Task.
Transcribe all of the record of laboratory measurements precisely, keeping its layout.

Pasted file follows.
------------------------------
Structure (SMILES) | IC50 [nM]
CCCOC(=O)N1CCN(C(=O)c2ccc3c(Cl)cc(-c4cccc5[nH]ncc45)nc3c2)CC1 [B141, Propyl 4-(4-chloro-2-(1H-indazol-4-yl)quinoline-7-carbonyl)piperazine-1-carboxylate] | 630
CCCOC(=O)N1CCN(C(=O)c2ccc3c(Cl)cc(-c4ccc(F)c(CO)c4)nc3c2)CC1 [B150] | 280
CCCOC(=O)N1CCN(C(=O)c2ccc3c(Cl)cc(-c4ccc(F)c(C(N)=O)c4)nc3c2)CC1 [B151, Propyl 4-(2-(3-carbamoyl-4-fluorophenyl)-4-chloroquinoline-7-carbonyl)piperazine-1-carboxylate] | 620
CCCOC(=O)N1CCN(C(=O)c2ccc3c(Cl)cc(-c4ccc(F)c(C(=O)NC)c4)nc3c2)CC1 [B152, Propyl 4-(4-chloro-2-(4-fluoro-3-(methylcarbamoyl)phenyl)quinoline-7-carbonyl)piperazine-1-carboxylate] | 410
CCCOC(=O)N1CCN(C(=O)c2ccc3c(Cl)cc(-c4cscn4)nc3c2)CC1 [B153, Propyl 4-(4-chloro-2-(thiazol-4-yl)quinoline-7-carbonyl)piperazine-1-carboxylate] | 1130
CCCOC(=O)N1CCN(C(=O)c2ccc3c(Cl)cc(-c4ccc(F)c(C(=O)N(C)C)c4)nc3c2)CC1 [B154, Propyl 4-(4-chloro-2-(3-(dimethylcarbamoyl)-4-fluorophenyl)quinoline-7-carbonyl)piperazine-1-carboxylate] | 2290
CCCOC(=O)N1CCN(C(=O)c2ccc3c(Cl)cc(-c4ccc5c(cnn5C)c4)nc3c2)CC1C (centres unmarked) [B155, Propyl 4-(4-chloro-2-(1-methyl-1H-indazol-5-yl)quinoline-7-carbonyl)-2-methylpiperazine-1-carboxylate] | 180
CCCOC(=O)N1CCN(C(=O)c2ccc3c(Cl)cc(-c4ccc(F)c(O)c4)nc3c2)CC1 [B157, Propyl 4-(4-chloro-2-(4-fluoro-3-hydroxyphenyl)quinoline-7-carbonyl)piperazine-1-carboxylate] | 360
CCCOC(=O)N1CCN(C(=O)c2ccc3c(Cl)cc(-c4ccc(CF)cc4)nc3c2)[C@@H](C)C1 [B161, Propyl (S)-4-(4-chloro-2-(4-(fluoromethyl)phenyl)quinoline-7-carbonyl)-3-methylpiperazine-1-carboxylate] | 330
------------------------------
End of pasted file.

Structure (SMILES) | IC50 [nM]
CCCOC(=O)N1CCN(C(=O)c2ccc3c(Cl)cc(-c4cccc5[nH]ncc45)nc3c2)CC1 [B141, Propyl 4-(4-chloro-2-(1H-indazol-4-yl)quinoline-7-carbonyl)piperazine-1-carboxylate] | 630
CCCOC(=O)N1CCN(C(=O)c2ccc3c(Cl)cc(-c4ccc(F)c(CO)c4)nc3c2)CC1 [B150] | 280
CCCOC(=O)N1CCN(C(=O)c2ccc3c(Cl)cc(-c4ccc(F)c(C(N)=O)c4)nc3c2)CC1 [B151, Propyl 4-(2-(3-carbamoyl-4-fluorophenyl)-4-chloroquinoline-7-carbonyl)piperazine-1-carboxylate] | 620
CCCOC(=O)N1CCN(C(=O)c2ccc3c(Cl)cc(-c4ccc(F)c(C(=O)NC)c4)nc3c2)CC1 [B152, Propyl 4-(4-chloro-2-(4-fluoro-3-(methylcarbamoyl)phenyl)quinoline-7-carbonyl)piperazine-1-carboxylate] | 410
CCCOC(=O)N1CCN(C(=O)c2ccc3c(Cl)cc(-c4cscn4)nc3c2)CC1 [B153, Propyl 4-(4-chloro-2-(thiazol-4-yl)quinoline-7-carbonyl)piperazine-1-carboxylate] | 1130
CCCOC(=O)N1CCN(C(=O)c2ccc3c(Cl)cc(-c4ccc(F)c(C(=O)N(C)C)c4)nc3c2)CC1 [B154, Propyl 4-(4-chloro-2-(3-(dimethylcarbamoyl)-4-fluorophenyl)quinoline-7-carbonyl)piperazine-1-carboxylate] | 2290
CCCOC(=O)N1CCN(C(=O)c2ccc3c(Cl)cc(-c4ccc5c(cnn5C)c4)nc3c2)CC1C (centres unmarked) [B155, Propyl 4-(4-chloro-2-(1-methyl-1H-indazol-5-yl)quinoline-7-carbonyl)-2-methylpiperazine-1-carboxylate] | 180
CCCOC(=O)N1CCN(C(=O)c2ccc3c(Cl)cc(-c4ccc(F)c(O)c4)nc3c2)CC1 [B157, Propyl 4-(4-chloro-2-(4-fluoro-3-hydroxyphenyl)quinoline-7-carbonyl)piperazine-1-carboxylate] | 360
CCCOC(=O)N1CCN(C(=O)c2ccc3c(Cl)cc(-c4ccc(CF)cc4)nc3c2)[C@@H](C)C1 [B161, Propyl (S)-4-(4-chloro-2-(4-(fluoromethyl)phenyl)quinoline-7-carbonyl)-3-methylpiperazine-1-carboxylate] | 330